Families who are hearing
Some commonalities exist in language development between students who are deaf and students who are hearing. Language development is contingent on frequent, consistent, and accessible communication. These factors are the same for children of parents who are able to hear, as well as children of parents who are not able to hear. The mode of communication (signed or spoken language) is not a factor (Marschark 2001).
However, children who are deaf and born to hearing parents generally start learning language later, and with less consistent and less useful experiences. Such children do not share a native language with their family. Their hearing loss, on average, is not identified until their first birthday (Marschark 2001). These children are exposed to less linguistically rich environments than deaf children of deaf parents or hearing children of hearing parents. Because of these differences in language exposure, children who are deaf in homes with hearing caregivers commence their language learning at a later age than their peers (Marschark 2001).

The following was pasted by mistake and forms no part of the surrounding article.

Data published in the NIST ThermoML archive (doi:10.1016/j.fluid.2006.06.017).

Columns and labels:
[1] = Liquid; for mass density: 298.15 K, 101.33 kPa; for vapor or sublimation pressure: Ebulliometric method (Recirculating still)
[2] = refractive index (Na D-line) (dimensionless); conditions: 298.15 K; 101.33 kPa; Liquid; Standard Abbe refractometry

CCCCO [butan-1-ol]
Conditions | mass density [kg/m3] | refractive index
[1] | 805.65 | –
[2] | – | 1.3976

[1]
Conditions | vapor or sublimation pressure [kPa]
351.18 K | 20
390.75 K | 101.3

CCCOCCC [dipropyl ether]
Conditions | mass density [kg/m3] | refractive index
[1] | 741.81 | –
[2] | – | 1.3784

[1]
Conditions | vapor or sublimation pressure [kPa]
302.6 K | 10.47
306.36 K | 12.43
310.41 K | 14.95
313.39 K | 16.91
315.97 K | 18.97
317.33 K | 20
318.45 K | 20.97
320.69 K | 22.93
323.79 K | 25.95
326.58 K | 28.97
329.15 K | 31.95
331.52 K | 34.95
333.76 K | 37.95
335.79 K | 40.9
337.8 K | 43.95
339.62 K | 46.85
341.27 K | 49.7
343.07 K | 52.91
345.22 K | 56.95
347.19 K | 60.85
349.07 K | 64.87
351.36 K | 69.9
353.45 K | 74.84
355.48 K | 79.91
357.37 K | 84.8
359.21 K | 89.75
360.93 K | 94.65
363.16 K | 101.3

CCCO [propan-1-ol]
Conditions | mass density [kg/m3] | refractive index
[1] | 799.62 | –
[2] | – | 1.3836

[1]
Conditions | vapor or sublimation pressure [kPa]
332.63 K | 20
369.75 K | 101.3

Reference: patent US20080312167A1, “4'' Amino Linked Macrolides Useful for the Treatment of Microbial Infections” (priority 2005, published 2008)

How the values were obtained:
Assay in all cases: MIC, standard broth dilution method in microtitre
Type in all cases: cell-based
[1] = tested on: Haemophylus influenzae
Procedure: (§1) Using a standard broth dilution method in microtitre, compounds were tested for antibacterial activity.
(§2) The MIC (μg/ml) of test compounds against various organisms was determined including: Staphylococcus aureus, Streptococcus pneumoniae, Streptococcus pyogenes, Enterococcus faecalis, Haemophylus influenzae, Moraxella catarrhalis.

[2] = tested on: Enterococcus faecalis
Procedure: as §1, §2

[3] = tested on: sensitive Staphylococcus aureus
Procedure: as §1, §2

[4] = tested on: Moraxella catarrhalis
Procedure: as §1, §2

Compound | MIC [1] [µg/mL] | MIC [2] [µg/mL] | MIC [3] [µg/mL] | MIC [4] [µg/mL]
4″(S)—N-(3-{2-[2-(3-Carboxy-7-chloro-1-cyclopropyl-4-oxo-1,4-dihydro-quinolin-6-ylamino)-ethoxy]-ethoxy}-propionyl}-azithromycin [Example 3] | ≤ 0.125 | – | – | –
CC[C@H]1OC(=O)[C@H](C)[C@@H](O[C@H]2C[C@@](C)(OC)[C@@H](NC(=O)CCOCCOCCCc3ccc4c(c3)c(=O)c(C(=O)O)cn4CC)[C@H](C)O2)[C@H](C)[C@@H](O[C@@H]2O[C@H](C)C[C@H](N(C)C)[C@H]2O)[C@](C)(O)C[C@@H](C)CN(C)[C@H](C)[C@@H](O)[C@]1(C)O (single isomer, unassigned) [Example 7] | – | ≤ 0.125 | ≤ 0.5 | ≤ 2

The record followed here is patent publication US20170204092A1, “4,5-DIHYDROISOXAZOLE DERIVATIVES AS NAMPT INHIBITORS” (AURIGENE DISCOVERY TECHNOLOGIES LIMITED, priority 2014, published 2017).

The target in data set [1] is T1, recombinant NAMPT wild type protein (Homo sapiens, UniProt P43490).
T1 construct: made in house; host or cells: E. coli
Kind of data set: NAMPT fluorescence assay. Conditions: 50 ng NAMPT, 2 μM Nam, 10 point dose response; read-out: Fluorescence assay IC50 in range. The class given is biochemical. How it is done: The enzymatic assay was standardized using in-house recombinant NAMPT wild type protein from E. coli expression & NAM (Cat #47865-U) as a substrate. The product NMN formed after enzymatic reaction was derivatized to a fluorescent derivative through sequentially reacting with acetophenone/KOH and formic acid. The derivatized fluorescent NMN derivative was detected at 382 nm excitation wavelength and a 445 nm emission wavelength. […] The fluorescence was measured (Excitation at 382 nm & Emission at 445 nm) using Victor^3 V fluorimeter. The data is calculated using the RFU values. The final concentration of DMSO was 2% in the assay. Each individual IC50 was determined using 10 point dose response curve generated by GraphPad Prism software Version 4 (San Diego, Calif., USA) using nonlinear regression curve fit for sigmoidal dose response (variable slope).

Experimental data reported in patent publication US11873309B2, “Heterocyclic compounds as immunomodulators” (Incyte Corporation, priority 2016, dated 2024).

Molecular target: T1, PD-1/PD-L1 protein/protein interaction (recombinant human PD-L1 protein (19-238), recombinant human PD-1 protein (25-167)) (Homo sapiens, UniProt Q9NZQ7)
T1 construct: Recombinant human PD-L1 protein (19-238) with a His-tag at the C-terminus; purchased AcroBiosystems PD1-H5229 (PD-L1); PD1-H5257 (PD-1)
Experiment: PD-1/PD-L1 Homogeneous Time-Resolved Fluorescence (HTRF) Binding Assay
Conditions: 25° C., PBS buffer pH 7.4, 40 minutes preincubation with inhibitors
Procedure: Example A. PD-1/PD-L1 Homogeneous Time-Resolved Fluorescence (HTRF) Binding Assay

In families where parents are learning a new language, such as American Sign Language (ASL) or Signed English (SE), with which to communicate with their child, children have a tendency to acquire inconsistent or incorrect linguistic input (Kuntze 1998; Marschark 2001). This early language deprivation explains the troublesome statistic that 90 percent of deaf children born into homes with only hearing caregivers experience delays in language acquisition compared to hearing children in hearing families and deaf children in deaf families (Kuntze 1998; Meier and Newport 1990). Because most children who are deaf do not have deaf parents (Moores 2001), it is not surprising to see language delays from these children. Many actually are language deprived up until their school exposure, which might be their first experience with a competent language model.